“Inherent Vice” is perhaps the first detective noir, loaded with characters and plot lines, that seems to have no interest in solving any of it. This movie is a 148 minute acid trip fueled by drugs, sex, and then more drugs.
It almost makes sense as every moment of the film involves private investigator Larry “Doc” Sportello (Joaquin Phoenix), a man in such a marijuana stupor that solving crime should be the last thing he would choose for a profession. But, in director/writer Paul Thomas Anderson’s version of 1970 southern California, Doc is easily the most stable individual alive.
Doc finds himself in the thick of paranoia and conspiracy theories after a visit from an old girlfriend, Shasta (Katherine Waterston). She is embroiled in what seems like a dozen plots involving her lover, Michael Wolfman (Eric Roberts), a rich home developer who has gone missing. Perma-stoned Shasta is also involved with Wolfman’s wife and his wife’s lover in some sort of extortion scheme.
Again, there are many layers to this tale, which Doc hilariously jots down into his trusty notebook. It takes quite a bit of patience to sit through name after name, tossed out like candy. There are Aryan supremacists, black militant groups, drug smugglers, FBI agents, and even corrupt dentists (one played gleefully by Martin Short) in the mix, which may leave audiences feeling half-baked without the aid of psychotropics.
After Doc is found at a murder scene, we meet Lt. Det. Christian “Bigfoot” Bjornsen (Josh Brolin). Bigfoot is constantly eating, mostly frozen chocolate covered bananas, which leads to some hysterical oral fixations only made that much more funny with Doc’s reactions. There’s little doubt there is history between Doc and Bigfoot, which leads to the funniest, most coherent moments of “Inherent Vice”.
In Anderson fashion, the web of characters is sprawling. Unlike the greatness of “Boogie Nights” or “Magnolia”, there never feels like there will be any payoff. It’s just a big quirky hodgepodge with loads of style and not much substance.
Owen Wilson shows up as Coy Harlingen, a recovering drug addict who seems to have information that could be useful to Doc. This thread, along with a handful of others, never seem to fit. It causes large portions of “Inherent Vice” to be detached from even its own strange reality.
There is also a weird, poetic-like narration by Sortilege (Joanna Newsom). She narrates Doc’s life, dishing out his inner monologue, but never giving any explanation how she knows what is happening to him. Sortilege is quite fascinating, but she may be a complete figment of Doc’s imagination. There is definitely a reason she’s only providing a narration.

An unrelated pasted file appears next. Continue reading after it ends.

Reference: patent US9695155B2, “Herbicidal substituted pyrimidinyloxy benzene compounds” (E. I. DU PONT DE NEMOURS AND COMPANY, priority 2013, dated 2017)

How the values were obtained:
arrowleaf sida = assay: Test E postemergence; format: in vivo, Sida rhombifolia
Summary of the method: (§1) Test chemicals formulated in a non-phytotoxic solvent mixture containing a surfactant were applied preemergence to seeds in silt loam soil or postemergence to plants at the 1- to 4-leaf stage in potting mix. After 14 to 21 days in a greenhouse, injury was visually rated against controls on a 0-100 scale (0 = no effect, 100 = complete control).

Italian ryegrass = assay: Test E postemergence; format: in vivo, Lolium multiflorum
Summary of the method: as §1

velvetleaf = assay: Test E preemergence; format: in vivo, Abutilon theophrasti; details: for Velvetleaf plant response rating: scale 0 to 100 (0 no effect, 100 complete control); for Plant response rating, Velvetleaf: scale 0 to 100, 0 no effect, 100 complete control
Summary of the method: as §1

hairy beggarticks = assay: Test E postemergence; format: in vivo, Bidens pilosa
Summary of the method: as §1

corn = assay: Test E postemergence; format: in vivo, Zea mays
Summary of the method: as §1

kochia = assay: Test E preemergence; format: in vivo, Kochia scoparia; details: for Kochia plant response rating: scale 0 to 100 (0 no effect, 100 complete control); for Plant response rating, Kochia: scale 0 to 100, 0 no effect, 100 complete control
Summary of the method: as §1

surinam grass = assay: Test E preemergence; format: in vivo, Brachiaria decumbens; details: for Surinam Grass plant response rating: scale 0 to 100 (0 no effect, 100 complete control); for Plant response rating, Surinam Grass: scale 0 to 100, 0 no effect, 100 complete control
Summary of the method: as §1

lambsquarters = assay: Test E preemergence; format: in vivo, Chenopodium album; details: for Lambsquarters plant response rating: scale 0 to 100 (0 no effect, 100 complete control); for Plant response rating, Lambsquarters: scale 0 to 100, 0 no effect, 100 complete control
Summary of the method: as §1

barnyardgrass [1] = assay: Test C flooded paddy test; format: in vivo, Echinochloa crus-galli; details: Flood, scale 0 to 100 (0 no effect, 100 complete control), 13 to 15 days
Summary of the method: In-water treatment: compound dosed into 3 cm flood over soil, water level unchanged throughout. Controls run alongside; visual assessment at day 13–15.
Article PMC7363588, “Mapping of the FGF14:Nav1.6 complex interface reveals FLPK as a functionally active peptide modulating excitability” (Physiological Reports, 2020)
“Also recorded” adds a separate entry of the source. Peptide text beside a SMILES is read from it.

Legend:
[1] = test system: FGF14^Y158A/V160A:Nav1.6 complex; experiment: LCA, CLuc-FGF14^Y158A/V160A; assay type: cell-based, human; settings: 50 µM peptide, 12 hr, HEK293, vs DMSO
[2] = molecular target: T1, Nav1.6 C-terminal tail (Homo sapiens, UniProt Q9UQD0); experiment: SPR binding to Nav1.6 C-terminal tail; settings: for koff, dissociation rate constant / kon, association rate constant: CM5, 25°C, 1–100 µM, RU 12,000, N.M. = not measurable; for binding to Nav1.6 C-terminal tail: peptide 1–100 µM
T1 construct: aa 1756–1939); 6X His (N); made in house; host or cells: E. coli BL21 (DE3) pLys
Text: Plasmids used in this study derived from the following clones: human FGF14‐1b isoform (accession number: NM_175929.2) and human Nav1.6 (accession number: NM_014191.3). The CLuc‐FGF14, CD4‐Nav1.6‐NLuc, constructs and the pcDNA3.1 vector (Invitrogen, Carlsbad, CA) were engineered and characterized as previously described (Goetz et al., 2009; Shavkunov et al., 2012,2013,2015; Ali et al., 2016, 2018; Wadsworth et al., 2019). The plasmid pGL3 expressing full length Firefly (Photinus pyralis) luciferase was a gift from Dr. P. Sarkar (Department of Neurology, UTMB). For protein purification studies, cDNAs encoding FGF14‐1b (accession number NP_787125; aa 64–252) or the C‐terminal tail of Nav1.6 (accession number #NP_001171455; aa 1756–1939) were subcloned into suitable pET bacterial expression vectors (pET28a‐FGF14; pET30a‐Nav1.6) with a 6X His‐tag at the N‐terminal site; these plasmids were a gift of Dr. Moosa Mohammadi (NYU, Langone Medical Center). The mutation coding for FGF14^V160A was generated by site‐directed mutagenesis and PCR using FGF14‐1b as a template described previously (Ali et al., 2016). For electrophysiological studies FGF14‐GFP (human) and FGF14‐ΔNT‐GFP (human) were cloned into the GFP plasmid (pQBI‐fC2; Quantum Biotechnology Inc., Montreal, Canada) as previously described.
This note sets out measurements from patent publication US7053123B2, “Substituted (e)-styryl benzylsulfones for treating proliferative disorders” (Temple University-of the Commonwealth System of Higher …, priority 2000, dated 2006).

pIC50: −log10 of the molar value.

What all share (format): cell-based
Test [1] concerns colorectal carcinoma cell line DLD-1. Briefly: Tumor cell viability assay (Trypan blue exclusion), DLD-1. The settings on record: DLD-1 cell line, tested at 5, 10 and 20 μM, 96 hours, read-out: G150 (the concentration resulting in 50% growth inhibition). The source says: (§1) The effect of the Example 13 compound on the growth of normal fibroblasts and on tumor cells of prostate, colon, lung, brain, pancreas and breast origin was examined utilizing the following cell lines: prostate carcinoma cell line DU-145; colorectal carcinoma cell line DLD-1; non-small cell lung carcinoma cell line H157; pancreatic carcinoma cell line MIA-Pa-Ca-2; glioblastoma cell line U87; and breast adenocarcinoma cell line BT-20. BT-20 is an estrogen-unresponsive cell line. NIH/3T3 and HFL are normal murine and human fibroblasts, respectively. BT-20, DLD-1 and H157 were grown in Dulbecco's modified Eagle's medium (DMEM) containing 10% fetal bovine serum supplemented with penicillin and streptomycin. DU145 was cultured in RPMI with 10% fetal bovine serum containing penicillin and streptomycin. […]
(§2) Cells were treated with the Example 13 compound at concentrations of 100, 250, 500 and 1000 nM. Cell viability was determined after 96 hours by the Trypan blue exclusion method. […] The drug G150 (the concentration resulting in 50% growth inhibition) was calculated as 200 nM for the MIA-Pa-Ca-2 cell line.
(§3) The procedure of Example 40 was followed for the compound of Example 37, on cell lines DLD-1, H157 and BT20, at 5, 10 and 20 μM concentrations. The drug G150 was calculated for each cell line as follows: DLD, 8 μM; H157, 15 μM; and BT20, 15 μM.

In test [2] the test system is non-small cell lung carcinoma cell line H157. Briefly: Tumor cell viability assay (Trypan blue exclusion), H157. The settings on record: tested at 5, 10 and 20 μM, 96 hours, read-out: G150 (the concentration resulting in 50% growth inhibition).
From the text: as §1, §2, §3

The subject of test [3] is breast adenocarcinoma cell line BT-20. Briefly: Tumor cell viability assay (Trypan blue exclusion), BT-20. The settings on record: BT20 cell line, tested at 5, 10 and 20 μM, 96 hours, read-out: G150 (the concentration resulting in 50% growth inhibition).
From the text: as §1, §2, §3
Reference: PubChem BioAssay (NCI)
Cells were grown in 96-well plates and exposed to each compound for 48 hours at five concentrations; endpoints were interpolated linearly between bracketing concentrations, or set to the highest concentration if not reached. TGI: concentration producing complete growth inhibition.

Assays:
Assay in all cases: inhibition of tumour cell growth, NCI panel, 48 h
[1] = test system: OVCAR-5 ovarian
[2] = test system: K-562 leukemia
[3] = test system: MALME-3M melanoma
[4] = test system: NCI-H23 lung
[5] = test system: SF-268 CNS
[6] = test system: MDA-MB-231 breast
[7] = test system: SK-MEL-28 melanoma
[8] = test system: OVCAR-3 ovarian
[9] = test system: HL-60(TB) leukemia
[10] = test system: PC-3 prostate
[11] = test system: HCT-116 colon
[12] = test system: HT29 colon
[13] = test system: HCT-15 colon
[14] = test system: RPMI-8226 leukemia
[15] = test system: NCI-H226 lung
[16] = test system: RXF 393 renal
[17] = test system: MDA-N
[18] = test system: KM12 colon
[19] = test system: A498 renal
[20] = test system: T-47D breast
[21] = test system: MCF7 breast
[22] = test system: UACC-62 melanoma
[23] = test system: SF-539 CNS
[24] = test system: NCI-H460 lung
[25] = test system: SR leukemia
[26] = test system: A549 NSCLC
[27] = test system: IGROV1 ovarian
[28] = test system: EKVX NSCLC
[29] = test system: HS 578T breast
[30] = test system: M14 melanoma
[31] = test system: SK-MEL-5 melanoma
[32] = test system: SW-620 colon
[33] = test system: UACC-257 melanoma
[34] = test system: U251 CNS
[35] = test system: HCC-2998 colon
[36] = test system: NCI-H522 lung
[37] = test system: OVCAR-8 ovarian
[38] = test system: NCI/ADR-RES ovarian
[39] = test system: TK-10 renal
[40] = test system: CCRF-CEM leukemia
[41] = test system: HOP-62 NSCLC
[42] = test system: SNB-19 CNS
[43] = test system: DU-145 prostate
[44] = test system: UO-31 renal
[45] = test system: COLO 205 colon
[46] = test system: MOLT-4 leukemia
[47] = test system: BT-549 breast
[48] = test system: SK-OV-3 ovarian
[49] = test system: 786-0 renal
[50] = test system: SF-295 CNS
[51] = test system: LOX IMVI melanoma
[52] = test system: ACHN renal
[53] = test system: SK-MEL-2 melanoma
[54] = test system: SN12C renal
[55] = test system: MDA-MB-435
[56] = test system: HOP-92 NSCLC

Anderson and cinematographer Robert Elswit have made “Inherent Vice” a gorgeous movie to watch. The colors, camera movement, and slightly off way characters are shown is essentially movie THC, hoping to get you stoned just on looks alone. Radiohead’s Johnny Greenwood provides a musical score which only adds to the head trip.
Sadly, it doesn’t add up. It’s far too length of a stay in this tripped up Anderson World. He gets fantastic performances from his actors, but just can’t keep this yarn from unraveling. There are maybe two or three moments in which the movie could end, but “Inherent Vice” slogs on.
That’s not to say that watching Joaquin Phoenix stutter, fumble, and behave like a cartoon character isn’t enjoyable. Phoenix radiates stupidity and intelligence all at the same, sometimes with just an eye squint or a mumbled “uh huh” or “hmm”. He shows off quite a bit of physical humor as well and a few surprise moments that could elicit snort laughter.
Josh Brolin rips “Inherent Vice” out from under everyone and dominates the movie. His Brickfoot relishes being a homicide detective, gleefully talking about violating civil rights and abusing Doc both mentally and physically as much as he can in public.
Brolin’s final scene in “Inherent Vice” is almost indescribable. It encapsulates the unexplainable insanity that Anderson’s scripts seem to always include, with Brolin being equal parts hilarious and bizarre.
There is a good chance that in several years, “Inherent Vice” will make complete sense and any head scratching over it right now will seem silly. While it is flawed, slightly pretentious, and exceptionally uncomfortable in spurts, it does leave you wanting to understand it. When a movie does that, essentially demanding a second viewing, that has to mean it works on some level.
Own “Inherent Vice” on Blu-rayÔ Combo Pack, DVD and Digital HD on April 28 from Warner Bros. Home Entertainment.